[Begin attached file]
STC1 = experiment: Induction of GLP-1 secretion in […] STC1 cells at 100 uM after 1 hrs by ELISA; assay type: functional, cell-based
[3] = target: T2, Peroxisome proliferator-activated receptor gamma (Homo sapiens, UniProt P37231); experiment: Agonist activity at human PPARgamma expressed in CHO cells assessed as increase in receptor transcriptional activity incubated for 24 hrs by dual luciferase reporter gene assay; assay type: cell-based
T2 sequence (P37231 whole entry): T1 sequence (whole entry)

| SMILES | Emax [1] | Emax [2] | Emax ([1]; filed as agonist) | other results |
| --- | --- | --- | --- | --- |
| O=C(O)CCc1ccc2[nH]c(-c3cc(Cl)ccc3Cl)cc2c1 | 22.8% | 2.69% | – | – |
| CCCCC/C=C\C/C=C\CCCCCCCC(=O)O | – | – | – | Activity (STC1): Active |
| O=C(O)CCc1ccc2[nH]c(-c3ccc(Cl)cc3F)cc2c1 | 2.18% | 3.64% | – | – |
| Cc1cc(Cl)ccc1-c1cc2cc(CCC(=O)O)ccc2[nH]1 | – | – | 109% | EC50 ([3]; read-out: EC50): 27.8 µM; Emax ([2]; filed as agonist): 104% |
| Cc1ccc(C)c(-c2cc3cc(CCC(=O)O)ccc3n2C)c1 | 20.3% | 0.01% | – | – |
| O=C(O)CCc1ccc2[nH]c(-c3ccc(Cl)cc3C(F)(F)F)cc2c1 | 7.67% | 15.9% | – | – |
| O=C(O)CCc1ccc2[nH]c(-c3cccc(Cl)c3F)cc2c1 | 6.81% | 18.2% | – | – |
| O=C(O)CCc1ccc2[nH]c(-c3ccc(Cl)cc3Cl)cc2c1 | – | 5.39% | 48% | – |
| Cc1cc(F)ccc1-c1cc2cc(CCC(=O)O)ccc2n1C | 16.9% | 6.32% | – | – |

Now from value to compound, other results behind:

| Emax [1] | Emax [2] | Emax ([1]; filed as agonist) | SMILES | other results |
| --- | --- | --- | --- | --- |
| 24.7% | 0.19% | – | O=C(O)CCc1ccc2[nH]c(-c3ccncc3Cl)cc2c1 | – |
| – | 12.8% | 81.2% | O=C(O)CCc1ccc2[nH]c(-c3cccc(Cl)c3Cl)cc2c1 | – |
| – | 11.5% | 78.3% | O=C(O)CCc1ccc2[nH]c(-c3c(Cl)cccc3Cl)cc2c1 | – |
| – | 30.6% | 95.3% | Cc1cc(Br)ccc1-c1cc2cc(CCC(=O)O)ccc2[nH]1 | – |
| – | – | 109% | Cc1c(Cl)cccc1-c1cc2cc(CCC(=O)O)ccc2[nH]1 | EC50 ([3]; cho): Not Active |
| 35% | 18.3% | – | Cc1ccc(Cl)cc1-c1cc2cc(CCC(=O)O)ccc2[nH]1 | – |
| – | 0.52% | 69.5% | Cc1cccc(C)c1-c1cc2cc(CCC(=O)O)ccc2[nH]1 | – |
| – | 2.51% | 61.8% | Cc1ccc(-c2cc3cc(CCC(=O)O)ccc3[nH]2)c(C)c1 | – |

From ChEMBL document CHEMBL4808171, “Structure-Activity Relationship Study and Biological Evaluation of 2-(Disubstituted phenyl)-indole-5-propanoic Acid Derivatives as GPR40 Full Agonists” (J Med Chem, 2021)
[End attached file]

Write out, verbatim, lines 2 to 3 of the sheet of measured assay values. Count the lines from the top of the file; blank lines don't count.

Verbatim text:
[3] = target: T2, Peroxisome proliferator-activated receptor gamma (Homo sapiens, UniProt P37231); experiment: Agonist activity at human PPARgamma expressed in CHO cells assessed as increase in receptor transcriptional activity incubated for 24 hrs by dual luciferase reporter gene assay; assay type: cell-based
T2 sequence (P37231 whole entry): T1 sequence (whole entry)